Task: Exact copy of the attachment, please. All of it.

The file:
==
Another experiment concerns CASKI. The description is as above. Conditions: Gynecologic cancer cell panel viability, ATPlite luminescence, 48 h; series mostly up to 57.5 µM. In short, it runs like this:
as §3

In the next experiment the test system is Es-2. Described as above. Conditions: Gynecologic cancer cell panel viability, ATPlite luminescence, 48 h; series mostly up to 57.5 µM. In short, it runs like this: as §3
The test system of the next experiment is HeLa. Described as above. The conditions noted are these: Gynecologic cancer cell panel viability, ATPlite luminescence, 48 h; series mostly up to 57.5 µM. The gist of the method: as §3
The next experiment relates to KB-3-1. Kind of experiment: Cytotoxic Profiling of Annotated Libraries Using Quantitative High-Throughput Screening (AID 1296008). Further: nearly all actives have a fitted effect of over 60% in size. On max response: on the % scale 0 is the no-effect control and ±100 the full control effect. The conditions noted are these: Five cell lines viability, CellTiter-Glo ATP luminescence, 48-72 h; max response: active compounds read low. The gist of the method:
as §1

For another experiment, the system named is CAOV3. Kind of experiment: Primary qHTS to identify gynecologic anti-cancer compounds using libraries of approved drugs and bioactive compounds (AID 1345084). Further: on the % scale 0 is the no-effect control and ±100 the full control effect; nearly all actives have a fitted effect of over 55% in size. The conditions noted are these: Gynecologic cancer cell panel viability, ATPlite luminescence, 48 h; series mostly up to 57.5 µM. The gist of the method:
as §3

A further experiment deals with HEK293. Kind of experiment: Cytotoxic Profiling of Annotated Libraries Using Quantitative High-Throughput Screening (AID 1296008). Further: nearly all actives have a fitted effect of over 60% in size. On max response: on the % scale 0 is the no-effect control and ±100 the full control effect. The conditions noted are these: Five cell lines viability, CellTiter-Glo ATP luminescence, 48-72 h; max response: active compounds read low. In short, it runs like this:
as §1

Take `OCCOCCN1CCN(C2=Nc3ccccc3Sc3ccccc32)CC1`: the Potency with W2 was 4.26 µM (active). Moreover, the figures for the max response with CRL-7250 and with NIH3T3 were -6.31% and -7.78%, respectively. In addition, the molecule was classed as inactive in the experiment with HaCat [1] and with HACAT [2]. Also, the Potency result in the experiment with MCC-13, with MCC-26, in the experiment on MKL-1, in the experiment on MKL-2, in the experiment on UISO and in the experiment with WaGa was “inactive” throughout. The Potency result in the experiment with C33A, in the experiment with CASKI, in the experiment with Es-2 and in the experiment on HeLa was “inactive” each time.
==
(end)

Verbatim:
Another experiment concerns CASKI. The description is as above. Conditions: Gynecologic cancer cell panel viability, ATPlite luminescence, 48 h; series mostly up to 57.5 µM. In short, it runs like this:
as §3

In the next experiment the test system is Es-2. Described as above. Conditions: Gynecologic cancer cell panel viability, ATPlite luminescence, 48 h; series mostly up to 57.5 µM. In short, it runs like this: as §3
The test system of the next experiment is HeLa. Described as above. The conditions noted are these: Gynecologic cancer cell panel viability, ATPlite luminescence, 48 h; series mostly up to 57.5 µM. The gist of the method: as §3
The next experiment relates to KB-3-1. Kind of experiment: Cytotoxic Profiling of Annotated Libraries Using Quantitative High-Throughput Screening (AID 1296008). Further: nearly all actives have a fitted effect of over 60% in size. On max response: on the % scale 0 is the no-effect control and ±100 the full control effect. The conditions noted are these: Five cell lines viability, CellTiter-Glo ATP luminescence, 48-72 h; max response: active compounds read low. The gist of the method:
as §1

For another experiment, the system named is CAOV3. Kind of experiment: Primary qHTS to identify gynecologic anti-cancer compounds using libraries of approved drugs and bioactive compounds (AID 1345084). Further: on the % scale 0 is the no-effect control and ±100 the full control effect; nearly all actives have a fitted effect of over 55% in size. The conditions noted are these: Gynecologic cancer cell panel viability, ATPlite luminescence, 48 h; series mostly up to 57.5 µM. The gist of the method:
as §3

A further experiment deals with HEK293. Kind of experiment: Cytotoxic Profiling of Annotated Libraries Using Quantitative High-Throughput Screening (AID 1296008). Further: nearly all actives have a fitted effect of over 60% in size. On max response: on the % scale 0 is the no-effect control and ±100 the full control effect. The conditions noted are these: Five cell lines viability, CellTiter-Glo ATP luminescence, 48-72 h; max response: active compounds read low. In short, it runs like this:
as §1

Take `OCCOCCN1CCN(C2=Nc3ccccc3Sc3ccccc32)CC1`: the Potency with W2 was 4.26 µM (active). Moreover, the figures for the max response with CRL-7250 and with NIH3T3 were -6.31% and -7.78%, respectively. In addition, the molecule was classed as inactive in the experiment with HaCat [1] and with HACAT [2]. Also, the Potency result in the experiment with MCC-13, with MCC-26, in the experiment on MKL-1, in the experiment on MKL-2, in the experiment on UISO and in the experiment with WaGa was “inactive” throughout. The Potency result in the experiment with C33A, in the experiment with CASKI, in the experiment with Es-2 and in the experiment on HeLa was “inactive” each time.